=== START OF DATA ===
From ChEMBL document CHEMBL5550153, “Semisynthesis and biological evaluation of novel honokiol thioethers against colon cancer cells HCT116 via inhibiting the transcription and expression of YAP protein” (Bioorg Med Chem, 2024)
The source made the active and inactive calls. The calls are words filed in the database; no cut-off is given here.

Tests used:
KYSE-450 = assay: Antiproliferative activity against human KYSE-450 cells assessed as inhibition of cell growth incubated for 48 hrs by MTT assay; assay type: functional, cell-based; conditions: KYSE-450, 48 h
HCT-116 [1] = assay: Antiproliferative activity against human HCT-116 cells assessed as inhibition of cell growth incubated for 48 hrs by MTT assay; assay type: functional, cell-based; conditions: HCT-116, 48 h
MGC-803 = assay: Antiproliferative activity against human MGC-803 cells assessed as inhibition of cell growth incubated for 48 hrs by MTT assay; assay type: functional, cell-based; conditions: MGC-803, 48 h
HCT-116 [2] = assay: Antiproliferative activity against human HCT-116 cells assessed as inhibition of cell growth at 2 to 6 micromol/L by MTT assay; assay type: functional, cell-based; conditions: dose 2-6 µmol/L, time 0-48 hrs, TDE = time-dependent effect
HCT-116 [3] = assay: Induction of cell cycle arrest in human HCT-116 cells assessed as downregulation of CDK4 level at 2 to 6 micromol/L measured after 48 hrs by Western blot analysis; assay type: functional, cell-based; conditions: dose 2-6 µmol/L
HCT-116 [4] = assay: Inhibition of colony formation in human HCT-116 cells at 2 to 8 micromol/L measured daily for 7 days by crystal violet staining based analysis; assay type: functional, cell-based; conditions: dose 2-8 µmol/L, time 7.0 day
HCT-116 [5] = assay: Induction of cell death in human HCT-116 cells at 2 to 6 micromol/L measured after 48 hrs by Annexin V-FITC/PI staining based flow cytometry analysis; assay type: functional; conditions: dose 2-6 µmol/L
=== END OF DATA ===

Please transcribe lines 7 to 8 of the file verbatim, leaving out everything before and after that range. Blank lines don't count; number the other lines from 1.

HCT-116 [2] = assay: Antiproliferative activity against human HCT-116 cells assessed as inhibition of cell growth at 2 to 6 micromol/L by MTT assay; assay type: functional, cell-based; conditions: dose 2-6 µmol/L, time 0-48 hrs, TDE = time-dependent effect
HCT-116 [3] = assay: Induction of cell cycle arrest in human HCT-116 cells assessed as downregulation of CDK4 level at 2 to 6 micromol/L measured after 48 hrs by Western blot analysis; assay type: functional, cell-based; conditions: dose 2-6 µmol/L